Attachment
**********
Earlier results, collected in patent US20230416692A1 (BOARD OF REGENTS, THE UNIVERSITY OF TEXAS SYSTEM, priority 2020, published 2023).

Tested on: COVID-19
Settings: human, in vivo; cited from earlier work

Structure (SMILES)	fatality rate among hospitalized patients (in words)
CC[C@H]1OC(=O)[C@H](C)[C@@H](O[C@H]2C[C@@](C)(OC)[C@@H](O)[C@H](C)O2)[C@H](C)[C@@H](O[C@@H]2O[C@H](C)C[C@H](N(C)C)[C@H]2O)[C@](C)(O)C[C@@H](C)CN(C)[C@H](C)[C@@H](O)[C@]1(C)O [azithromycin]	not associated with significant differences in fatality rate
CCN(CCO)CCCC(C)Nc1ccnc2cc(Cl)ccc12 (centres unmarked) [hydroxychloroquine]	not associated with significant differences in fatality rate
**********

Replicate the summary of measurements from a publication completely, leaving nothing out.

Earlier results, collected in patent US20230416692A1 (BOARD OF REGENTS, THE UNIVERSITY OF TEXAS SYSTEM, priority 2020, published 2023).

Tested on: COVID-19
Settings: human, in vivo; cited from earlier work

Structure (SMILES)	fatality rate among hospitalized patients (in words)
CC[C@H]1OC(=O)[C@H](C)[C@@H](O[C@H]2C[C@@](C)(OC)[C@@H](O)[C@H](C)O2)[C@H](C)[C@@H](O[C@@H]2O[C@H](C)C[C@H](N(C)C)[C@H]2O)[C@](C)(O)C[C@@H](C)CN(C)[C@H](C)[C@@H](O)[C@]1(C)O [azithromycin]	not associated with significant differences in fatality rate
CCN(CCO)CCCC(C)Nc1ccnc2cc(Cl)ccc12 (centres unmarked) [hydroxychloroquine]	not associated with significant differences in fatality rate